As Facebook and Google continue to expand their data reach and control, marketers are beginning to realize this data lives within the technology giants’ walled gardens and cannot be taken outside these platforms. Once in a garden, it becomes another data point in Facebook’s or Google’s massive customer database. With the growing dominance of these technology giants, businesses must take ownership of their data and carefully manage how and where it is used.
The benefits of robust customer data are significant, but few brands in the retail and consumer space excel in exploiting it. The explosion of new data-driven capabilities (including marketing and advertising technology) and the demand for first-party customer data offer businesses an opportunity for gaining a new competitive advantage — if they can figure out how to monetize all the data fragmented among their multiple databases, technologies, and platforms. The difficulty of this task continues to increase as the growth in devices, touch points, and tracking generates more and more data.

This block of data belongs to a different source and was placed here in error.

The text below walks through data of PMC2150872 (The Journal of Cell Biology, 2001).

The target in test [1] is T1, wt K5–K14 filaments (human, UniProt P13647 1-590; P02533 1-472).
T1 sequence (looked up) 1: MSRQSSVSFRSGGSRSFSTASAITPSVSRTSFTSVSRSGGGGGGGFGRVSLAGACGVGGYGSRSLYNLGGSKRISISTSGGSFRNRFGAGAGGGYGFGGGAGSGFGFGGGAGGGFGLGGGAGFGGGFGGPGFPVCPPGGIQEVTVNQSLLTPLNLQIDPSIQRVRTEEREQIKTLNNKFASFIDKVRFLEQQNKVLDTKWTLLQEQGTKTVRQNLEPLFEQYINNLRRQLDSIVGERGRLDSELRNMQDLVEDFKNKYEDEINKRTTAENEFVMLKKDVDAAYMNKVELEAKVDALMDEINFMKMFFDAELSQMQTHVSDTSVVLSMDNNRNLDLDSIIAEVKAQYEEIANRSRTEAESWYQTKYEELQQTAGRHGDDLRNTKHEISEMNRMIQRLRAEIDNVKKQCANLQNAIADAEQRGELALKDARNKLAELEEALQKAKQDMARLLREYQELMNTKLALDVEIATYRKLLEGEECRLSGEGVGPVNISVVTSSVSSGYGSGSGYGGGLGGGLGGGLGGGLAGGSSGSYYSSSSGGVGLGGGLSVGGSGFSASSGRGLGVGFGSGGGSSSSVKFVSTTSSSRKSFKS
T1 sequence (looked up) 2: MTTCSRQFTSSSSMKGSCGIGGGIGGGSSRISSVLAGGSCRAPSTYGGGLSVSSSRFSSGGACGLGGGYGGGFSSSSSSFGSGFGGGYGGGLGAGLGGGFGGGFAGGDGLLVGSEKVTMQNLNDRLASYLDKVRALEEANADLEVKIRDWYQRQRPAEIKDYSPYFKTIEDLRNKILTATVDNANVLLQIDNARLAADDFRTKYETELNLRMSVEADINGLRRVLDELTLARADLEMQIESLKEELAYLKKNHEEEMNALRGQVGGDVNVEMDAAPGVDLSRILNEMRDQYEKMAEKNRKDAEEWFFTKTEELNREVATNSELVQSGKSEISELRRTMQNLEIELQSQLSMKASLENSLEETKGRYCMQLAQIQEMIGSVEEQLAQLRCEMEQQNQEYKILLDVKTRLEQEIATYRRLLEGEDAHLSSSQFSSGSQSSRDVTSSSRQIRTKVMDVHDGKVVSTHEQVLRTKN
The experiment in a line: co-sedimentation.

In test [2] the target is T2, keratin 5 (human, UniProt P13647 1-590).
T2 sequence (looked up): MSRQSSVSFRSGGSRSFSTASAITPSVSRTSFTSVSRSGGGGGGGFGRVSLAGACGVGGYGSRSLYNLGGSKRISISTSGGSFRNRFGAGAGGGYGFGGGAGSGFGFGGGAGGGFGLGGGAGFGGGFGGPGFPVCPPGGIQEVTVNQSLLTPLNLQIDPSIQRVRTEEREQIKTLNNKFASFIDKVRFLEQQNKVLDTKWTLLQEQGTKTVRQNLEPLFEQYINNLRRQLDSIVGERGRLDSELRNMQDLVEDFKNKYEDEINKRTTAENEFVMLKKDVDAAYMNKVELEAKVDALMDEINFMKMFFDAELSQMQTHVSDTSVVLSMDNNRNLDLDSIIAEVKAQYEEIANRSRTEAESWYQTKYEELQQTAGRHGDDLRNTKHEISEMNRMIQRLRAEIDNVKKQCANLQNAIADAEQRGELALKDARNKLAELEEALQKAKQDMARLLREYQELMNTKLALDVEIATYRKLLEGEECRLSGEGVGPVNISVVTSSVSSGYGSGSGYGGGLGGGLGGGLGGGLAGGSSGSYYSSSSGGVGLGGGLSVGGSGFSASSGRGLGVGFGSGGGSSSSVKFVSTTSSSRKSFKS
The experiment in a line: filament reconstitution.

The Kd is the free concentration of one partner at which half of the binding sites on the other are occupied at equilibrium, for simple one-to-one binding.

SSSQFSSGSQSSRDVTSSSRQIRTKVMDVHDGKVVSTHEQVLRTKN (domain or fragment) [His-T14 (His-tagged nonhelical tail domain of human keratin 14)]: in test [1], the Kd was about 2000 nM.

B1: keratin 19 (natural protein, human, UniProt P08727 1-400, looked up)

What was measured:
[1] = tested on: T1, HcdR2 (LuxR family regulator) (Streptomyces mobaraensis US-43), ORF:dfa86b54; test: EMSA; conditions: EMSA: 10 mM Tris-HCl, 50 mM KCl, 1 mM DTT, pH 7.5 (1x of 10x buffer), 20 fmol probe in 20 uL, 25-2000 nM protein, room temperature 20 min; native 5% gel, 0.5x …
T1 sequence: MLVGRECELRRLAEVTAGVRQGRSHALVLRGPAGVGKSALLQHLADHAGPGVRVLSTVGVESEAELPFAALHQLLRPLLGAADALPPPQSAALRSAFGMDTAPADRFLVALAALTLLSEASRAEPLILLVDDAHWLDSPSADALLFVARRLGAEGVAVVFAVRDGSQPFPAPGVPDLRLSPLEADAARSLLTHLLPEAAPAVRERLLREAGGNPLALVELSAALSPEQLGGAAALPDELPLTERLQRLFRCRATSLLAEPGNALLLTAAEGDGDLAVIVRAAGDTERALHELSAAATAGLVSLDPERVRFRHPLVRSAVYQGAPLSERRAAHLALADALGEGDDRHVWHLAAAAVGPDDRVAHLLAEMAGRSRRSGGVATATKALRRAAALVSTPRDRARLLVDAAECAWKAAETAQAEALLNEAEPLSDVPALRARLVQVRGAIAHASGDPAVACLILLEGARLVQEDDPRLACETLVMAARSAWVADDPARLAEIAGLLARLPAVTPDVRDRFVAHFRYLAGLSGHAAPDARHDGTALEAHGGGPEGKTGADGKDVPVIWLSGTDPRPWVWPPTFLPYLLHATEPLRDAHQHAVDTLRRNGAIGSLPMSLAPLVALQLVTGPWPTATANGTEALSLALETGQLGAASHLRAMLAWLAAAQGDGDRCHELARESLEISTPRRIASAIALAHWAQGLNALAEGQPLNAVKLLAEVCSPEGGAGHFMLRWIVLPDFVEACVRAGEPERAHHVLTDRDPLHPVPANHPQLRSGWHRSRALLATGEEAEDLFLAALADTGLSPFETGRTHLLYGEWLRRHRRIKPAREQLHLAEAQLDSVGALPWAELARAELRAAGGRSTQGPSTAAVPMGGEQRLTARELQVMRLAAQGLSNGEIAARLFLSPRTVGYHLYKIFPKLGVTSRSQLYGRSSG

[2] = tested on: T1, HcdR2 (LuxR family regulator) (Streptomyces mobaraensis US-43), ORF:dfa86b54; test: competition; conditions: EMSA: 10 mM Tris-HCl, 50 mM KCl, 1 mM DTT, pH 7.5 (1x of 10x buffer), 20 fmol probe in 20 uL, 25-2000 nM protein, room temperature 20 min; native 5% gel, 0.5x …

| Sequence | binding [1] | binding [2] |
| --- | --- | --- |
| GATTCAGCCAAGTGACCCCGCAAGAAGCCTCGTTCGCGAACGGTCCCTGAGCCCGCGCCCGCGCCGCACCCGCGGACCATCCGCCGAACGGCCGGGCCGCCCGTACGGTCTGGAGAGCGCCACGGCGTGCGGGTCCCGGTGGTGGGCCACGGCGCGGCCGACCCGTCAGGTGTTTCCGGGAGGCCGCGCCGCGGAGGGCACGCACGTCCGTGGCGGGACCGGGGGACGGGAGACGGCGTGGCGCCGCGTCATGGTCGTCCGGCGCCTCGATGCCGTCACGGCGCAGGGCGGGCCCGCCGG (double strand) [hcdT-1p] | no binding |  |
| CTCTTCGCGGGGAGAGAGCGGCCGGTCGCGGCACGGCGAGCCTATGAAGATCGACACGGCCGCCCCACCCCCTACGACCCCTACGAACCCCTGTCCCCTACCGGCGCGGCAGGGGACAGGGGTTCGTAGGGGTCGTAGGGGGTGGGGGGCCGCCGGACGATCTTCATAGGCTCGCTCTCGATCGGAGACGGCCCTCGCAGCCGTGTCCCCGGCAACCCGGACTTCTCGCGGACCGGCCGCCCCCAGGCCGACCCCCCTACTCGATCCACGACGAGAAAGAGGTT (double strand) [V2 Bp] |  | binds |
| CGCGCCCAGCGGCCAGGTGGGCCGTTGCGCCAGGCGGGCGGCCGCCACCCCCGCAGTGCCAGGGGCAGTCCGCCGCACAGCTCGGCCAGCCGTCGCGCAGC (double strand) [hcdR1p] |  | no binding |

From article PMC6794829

The solution begins with understanding that traditional CRM (customer relationship management) systems and data-rich but insight-poor businesses, such as retailers and consumer packaged goods companies, have a limited ability to provide a comprehensive customer experience and cannot build a complete view of the customer.
To develop these capabilities, businesses need to control their customer data and build the technology infrastructure that will enable them to consolidate it into a single environment. A central data repository is the first building block in generating customer insights and ultimately monetizing data and identifying potential new revenue streams.